You Are 0.1 Percent More Employed Than Last Month


Hey, New Yorkers: Things are looking up. The state Department of Labor has new numbers out, which the New York Times says show a dip in the city’s unemployment rate. It’s true! Our rate of downtrodden, jobless recession victims for October is down to 9.2 percent! Which means September (whose unemployment rate was a nasty 9.3 percent) can suck it.

According to the DOL, companies in the city have added more than 40,000 jobs last month with the fastest growth in “professional and business services” like accounting, advertising, and legal work (there is hope, young lawyers!).

Retail (thanks to seasonal workers), education, and health care industries have also seen some growth, while tourism and hospitality has slowed (damn bed bugs).

Some more numbers, via the NYT:

Over the past year, the city has added 55,400 private-sector jobs, a gain of about 1.8 percent. That was double the rate of job growth for the nation over that period, and significantly higher than the 1 percent gain for the entire state, Mr. Brown said. Meanwhile, employment in government agencies in the city has declined by 13,800, he said.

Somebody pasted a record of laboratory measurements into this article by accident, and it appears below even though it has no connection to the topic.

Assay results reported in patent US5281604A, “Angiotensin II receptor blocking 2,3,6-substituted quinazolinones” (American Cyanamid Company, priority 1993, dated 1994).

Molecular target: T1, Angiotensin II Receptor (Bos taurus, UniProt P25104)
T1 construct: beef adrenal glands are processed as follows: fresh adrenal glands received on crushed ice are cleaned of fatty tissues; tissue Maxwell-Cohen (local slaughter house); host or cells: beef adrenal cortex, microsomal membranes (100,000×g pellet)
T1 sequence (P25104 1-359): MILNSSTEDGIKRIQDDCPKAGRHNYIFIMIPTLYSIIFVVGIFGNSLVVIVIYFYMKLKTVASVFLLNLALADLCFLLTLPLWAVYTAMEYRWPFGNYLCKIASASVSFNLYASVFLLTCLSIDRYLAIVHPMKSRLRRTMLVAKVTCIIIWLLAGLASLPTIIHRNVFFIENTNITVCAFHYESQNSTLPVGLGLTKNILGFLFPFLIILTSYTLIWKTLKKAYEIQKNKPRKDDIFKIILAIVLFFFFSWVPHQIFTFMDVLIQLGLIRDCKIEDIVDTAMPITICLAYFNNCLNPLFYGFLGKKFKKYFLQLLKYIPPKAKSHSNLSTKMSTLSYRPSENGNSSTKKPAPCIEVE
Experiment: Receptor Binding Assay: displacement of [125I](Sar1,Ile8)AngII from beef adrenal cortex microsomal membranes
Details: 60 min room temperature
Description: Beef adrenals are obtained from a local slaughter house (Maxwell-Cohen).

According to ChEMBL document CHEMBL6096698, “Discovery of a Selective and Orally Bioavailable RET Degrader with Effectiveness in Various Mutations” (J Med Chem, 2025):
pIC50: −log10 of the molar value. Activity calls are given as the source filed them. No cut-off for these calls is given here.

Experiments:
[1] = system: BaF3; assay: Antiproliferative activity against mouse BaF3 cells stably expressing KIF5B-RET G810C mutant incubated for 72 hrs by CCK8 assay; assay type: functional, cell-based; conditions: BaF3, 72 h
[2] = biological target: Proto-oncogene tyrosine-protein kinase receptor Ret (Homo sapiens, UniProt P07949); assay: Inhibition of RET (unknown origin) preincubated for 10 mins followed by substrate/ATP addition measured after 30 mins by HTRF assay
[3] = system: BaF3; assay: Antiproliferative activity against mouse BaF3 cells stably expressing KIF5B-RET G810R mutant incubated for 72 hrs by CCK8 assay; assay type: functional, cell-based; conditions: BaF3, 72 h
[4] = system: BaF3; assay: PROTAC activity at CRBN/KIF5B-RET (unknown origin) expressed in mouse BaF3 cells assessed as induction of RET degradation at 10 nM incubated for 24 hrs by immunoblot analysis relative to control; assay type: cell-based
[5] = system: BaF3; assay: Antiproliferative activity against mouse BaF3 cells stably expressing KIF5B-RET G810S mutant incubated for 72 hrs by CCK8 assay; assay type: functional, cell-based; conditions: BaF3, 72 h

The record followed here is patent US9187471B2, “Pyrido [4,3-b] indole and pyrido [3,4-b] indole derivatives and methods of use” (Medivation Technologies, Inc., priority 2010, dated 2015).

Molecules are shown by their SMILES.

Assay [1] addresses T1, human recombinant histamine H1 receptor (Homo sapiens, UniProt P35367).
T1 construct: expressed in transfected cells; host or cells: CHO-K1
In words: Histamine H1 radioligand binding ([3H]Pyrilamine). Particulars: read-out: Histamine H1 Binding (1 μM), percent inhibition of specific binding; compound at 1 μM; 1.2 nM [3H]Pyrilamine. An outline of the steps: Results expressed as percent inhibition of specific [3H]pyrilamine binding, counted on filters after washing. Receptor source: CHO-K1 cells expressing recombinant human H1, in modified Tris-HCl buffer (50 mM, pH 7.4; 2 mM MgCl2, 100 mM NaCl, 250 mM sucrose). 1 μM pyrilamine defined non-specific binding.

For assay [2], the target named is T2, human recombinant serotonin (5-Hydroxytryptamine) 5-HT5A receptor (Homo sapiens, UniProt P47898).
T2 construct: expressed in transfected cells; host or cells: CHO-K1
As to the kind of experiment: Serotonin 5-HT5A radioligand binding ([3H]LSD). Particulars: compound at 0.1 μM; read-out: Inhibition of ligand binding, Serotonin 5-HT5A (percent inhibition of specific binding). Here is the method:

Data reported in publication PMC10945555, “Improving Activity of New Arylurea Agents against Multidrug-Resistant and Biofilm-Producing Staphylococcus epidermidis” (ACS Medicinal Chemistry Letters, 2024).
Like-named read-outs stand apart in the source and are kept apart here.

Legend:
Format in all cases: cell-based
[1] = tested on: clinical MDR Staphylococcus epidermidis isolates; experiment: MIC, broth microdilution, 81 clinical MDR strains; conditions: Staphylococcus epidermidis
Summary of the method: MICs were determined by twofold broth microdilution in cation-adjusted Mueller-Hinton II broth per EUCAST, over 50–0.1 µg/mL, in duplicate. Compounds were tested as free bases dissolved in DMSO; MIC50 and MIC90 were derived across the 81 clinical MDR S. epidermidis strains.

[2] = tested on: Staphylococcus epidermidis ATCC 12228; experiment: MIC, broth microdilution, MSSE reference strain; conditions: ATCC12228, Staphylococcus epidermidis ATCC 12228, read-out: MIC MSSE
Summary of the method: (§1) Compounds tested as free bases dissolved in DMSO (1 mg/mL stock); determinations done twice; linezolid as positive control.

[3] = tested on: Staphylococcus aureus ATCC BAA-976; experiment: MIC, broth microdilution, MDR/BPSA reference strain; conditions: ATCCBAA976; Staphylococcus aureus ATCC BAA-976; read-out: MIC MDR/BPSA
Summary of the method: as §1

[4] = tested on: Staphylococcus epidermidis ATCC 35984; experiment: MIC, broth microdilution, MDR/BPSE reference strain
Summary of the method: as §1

The number of unemployed city residents has declined by more than 50,000 in the past year, from a peak of about 415,000. Statewide, there were slightly fewer than 800,000 unemployed New Yorkers, and about 527,000 people were collecting unemployment benefits from the state.

The statewide private-sector job gain of 40,500, which is adjusted for seasonal ups and downs, was the largest in any month since April 2005, according to Norman A. Steele, deputy director of the Labor Department’s Division of Research and Statistics. “New York State’s labor market has regained some of the momentum it lost earlier this year,” Mr. Steele said.

Although if you’re not one of the lucky 0.1 percent of New Yorkers who found a job… well, you might be screwed. The U.S. House of Representatives just shot down a measure to extend federal unemployment benefits. So long, government cheese.